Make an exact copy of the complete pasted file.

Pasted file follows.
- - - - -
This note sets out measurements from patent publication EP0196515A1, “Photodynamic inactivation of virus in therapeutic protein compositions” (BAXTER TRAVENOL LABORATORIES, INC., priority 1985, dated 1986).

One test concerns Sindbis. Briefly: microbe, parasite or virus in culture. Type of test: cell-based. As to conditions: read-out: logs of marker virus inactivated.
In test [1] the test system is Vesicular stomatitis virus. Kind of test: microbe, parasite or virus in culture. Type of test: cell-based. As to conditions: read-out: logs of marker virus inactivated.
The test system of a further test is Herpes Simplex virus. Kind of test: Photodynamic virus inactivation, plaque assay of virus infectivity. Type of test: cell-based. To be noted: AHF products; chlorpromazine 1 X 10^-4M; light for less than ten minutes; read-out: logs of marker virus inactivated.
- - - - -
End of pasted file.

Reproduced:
This note sets out measurements from patent publication EP0196515A1, “Photodynamic inactivation of virus in therapeutic protein compositions” (BAXTER TRAVENOL LABORATORIES, INC., priority 1985, dated 1986).

One test concerns Sindbis. Briefly: microbe, parasite or virus in culture. Type of test: cell-based. As to conditions: read-out: logs of marker virus inactivated.
In test [1] the test system is Vesicular stomatitis virus. Kind of test: microbe, parasite or virus in culture. Type of test: cell-based. As to conditions: read-out: logs of marker virus inactivated.
The test system of a further test is Herpes Simplex virus. Kind of test: Photodynamic virus inactivation, plaque assay of virus infectivity. Type of test: cell-based. To be noted: AHF products; chlorpromazine 1 X 10^-4M; light for less than ten minutes; read-out: logs of marker virus inactivated.